Presentation on theme: "LOGIC 101: Introduction to Persuasive Methods. Errors in LOGIC (Logical Fallacies)"— Presentation transcript:
LOGIC 101: Introduction to Persuasive Methods
Errors in LOGIC (Logical Fallacies)
Slippery Slope Argues that A will cause B, then C, D, E….. all the way downhill to Z! Much of it is based on assumption. The series of events will inevitably lead to a catastrophe conclusion
Examples of slippery slope arguments: Kids start out using the internet to do their schoolwork, but it isnt long before they start surfing the net and chatting with perverts wearing leather and using fake names in chat rooms. Next thing you know, they start meeting pedophiles in malls and end up dead. So, I dont let my kids use the internet. Today its gay marriage, and tomorrow theyll be asking to legalize polygamy. Then marriage between family members. What about to pets? After all, animals have rights too, dont they?
One more slippery slope… If you give us homework, then Im going to have to stay up late. If I do that, Im probably going to get sick just like my little sister who has a fever of 106 and is throwing up everything. Then, Im going to do horrible at baseball tryouts, and Ill never make Varsity. So, Ill have to forget the major leagues, abandon my childhood dreams, and resign myself to collecting cans for a living. But, if you want to go ahead and give us homework, I cant stop you; youre the teacher.
Circular Reasoning The argument claims to prove a conclusion BUT The conclusion has already been assumed as a premise
Examples of circular reasoning: Mike was the best candidate for president, because he was totally better than any of the others. If such actions were not illegal, then they would not be prohibited by the law.
Signals of circular reasoning: An arguer keeps repeating a claim as if he has given evidence to support a conclusion. This is actually a ploy to avoid giving any justification
The Bare Assertion Definition: to close a debate with a simple declaration that it's over simply because you say so. Example: Son: Dad, can I have the car tonight? Father: Nope. Son: Why not? Father: Because I said so.
These phrases are bare assertions Because I said so. That's just the way it is. That's all there is to it. Trust me.
Other Examples of Bare Assertion Literature. The bare assertion is common in literature (The play Twelve Angry Men is loaded with fallacies. Juror #3 offers the bare assertion to another juror, number 4, when he says, "Now listen to this man (Juror #4), he knows what he's talking about.") Expository writing. Often bare assertions are given instead of evidence or support for a point. A student essay might read: "Though some people don't agree that smoking causes cancer, they are wrong and that's all there is to it."
BIAS and Persuasive techniques
Bandwagon Appeal (Impressing with large numbers) Assumes that if everybodys doing it, it must be good/ right/ okay
Examples of bandwagon appeal: McDonalds Hamburgers, billions sold Have you seen Spiderman III? The lines at the theatre are a block long! It must be really good!
Remember: everybody does it is the opposite of thinking for yourself.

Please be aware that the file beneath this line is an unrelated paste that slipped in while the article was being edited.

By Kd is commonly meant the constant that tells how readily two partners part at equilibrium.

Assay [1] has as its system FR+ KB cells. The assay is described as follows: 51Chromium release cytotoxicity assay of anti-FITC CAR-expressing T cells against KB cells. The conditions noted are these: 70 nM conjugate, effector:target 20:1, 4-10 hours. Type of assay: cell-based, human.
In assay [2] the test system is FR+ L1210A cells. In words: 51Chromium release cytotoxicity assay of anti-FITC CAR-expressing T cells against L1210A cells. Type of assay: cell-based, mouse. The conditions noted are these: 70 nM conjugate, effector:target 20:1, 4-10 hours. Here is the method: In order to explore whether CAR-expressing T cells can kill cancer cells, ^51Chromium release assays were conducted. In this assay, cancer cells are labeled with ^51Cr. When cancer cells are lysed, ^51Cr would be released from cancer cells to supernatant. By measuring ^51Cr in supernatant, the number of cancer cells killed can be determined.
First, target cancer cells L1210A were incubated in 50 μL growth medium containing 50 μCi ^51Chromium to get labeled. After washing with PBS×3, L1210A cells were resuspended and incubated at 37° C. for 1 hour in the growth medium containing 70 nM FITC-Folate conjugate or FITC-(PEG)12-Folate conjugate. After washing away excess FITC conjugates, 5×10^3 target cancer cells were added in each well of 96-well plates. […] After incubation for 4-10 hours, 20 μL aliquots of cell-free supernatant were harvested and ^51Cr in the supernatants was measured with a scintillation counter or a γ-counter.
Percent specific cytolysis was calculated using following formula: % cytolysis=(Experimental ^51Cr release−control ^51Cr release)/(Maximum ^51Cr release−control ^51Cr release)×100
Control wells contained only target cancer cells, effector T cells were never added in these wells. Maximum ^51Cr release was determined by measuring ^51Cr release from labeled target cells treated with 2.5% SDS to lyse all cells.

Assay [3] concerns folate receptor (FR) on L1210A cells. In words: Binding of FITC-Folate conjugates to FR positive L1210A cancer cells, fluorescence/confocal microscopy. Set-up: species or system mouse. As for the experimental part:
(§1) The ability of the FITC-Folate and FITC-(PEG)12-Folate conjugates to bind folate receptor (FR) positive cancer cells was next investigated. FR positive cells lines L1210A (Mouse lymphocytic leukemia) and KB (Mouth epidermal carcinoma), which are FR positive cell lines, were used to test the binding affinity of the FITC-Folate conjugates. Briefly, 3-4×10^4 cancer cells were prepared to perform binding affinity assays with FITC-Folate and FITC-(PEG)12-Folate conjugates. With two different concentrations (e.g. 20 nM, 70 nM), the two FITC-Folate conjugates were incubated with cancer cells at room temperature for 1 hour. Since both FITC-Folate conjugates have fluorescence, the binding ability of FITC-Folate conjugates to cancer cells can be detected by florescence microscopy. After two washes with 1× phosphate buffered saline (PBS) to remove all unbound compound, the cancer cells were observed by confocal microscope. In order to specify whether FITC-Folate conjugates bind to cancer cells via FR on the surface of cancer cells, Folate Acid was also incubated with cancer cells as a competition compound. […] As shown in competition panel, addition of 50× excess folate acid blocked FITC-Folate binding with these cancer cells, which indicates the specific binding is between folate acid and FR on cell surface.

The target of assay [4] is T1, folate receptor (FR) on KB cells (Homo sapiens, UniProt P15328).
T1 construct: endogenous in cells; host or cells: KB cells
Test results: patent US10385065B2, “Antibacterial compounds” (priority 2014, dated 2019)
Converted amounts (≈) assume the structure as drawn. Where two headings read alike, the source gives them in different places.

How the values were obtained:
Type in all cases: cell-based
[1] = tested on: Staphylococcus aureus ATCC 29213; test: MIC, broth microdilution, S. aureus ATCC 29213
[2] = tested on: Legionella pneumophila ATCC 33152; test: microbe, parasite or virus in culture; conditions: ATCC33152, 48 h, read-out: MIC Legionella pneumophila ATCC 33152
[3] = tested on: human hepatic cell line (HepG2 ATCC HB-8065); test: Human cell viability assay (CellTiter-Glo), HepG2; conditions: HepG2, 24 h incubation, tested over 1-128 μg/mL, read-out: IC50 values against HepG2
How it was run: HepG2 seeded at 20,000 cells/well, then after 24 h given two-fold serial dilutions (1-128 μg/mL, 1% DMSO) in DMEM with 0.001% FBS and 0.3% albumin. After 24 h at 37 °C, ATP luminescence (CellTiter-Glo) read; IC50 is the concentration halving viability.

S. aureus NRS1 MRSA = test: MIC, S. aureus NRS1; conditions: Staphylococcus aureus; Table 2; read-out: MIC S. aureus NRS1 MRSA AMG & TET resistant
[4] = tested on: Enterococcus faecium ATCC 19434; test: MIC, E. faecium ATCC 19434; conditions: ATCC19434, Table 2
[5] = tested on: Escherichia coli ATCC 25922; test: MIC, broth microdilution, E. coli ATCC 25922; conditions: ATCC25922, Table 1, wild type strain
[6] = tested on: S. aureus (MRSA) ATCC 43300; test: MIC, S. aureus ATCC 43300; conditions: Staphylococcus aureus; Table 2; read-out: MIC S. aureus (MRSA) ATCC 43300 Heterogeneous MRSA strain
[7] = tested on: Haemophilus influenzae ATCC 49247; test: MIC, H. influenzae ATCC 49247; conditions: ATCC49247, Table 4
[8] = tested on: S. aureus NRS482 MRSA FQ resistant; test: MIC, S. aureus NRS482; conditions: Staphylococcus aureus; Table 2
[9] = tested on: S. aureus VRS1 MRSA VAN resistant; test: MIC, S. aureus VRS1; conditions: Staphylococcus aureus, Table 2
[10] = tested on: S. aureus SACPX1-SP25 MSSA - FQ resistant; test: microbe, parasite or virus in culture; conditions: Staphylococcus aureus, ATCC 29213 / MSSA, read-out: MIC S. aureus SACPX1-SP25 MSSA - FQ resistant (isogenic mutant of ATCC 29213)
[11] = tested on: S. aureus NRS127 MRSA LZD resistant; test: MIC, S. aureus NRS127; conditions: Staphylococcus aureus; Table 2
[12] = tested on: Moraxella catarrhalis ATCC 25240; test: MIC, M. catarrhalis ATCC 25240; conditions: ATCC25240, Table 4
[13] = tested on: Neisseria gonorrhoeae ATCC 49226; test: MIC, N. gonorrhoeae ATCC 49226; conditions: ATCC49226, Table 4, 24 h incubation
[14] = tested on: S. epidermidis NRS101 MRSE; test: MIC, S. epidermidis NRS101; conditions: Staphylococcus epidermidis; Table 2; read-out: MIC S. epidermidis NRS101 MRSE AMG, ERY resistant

Appeal to tradition Argues this is how it has been done in the past as a reason for why something should continue to be done
Of course racial segregation is best for our state. We have had racial segregation in the South for over 100 years and no one has talked about changing it in all that time. So, it has got to be good.
Appeals to False Authority An arguer claims he/ she is knowledgeable enough in a subject to make a judgment, but actually is not. Often used in advertising
Examples of to appeals to false authority: Actresses selling cosmetics An Olympic athlete selling an over-the-counter or prescription drug
Appeal to Ignorance Arguer claims something has been proven based on a lack of evidence disproving it.
Examples of appeals to ignorance: You cant prove that other forms of life dont exist in the universe. Therefore, other forms of life must exist in the universe. Nobody has proven that Clarence has not been stealing churros from the concession stand. Therefore, Clarence must be stealing churros.
Appeal to Emotion Attempt to manipulate an emotional response in place of a valid or compelling argument. This sort of "reasoning" is very common in politics and it serves as the basis for a large portion of modern advertising.
Appeal to Emotion, continued Appeals to emotion include appeals to fear, envy, hatred, pity, pride, and more. It's important to note that sometimes a logically coherent argument may inspire emotion or have an emotional aspect, but the problem and fallacy occurs when emotion is used instead of a logical argument, or to obscure the fact that no compelling rational reason exists for one's position.
Bill goes to hear a politician speak. The politician tells the crowd about the evils of the government and the need to throw out the people who are currently in office. After hearing the speech, Bill is full of hatred for the current politicians. Because of this, he feels good about getting rid of the old politicians and accepts that it is the right thing to do because of how he feels.
The new PowerTangerine computer gives you the power you need. If you buy one, people will envy your power. They will look up to you and wish they were just like you. You will know the true joy of power. TangerinePower.
Ad hominem An ad hominem argument is any kind of argument that criticizes an idea by pointing something out about the people who hold the idea rather than directly addressing the merits of the idea. ''Ad hominem'' is Latin for "directed toward the man (as opposed to the issue at hand)"
Kerin would be a weak school board member. Shes a ginger and, even worse, shes a Baptist! Senator Randolph: "These feminists are wrong about the Equal Rights Amendment. They're just a small band of braless bubbleheads.